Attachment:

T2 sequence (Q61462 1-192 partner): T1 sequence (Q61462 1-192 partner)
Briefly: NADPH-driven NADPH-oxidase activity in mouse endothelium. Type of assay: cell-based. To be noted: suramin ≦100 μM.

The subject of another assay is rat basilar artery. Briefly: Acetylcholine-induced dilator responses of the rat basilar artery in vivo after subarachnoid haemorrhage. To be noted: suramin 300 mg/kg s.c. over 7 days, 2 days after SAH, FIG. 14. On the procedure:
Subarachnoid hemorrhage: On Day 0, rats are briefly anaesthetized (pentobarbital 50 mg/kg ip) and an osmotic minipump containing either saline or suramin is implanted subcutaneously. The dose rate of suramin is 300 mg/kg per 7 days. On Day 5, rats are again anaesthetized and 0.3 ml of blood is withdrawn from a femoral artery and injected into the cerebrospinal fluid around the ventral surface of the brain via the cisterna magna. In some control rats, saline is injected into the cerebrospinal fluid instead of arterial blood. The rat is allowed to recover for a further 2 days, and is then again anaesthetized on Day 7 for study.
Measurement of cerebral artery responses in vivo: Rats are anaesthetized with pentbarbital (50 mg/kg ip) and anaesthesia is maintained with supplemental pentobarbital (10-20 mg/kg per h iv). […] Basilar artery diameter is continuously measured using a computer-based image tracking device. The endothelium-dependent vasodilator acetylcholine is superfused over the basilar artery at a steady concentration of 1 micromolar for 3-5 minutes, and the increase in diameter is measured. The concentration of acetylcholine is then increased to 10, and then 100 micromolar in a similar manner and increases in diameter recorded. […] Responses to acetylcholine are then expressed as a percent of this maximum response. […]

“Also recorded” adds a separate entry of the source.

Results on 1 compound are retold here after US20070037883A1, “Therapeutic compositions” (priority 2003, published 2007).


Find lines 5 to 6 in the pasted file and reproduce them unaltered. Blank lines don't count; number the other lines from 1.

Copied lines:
Measurement of cerebral artery responses in vivo: Rats are anaesthetized with pentbarbital (50 mg/kg ip) and anaesthesia is maintained with supplemental pentobarbital (10-20 mg/kg per h iv). […] Basilar artery diameter is continuously measured using a computer-based image tracking device. The endothelium-dependent vasodilator acetylcholine is superfused over the basilar artery at a steady concentration of 1 micromolar for 3-5 minutes, and the increase in diameter is measured. The concentration of acetylcholine is then increased to 10, and then 100 micromolar in a similar manner and increases in diameter recorded. […] Responses to acetylcholine are then expressed as a percent of this maximum response. […]

“Also recorded” adds a separate entry of the source.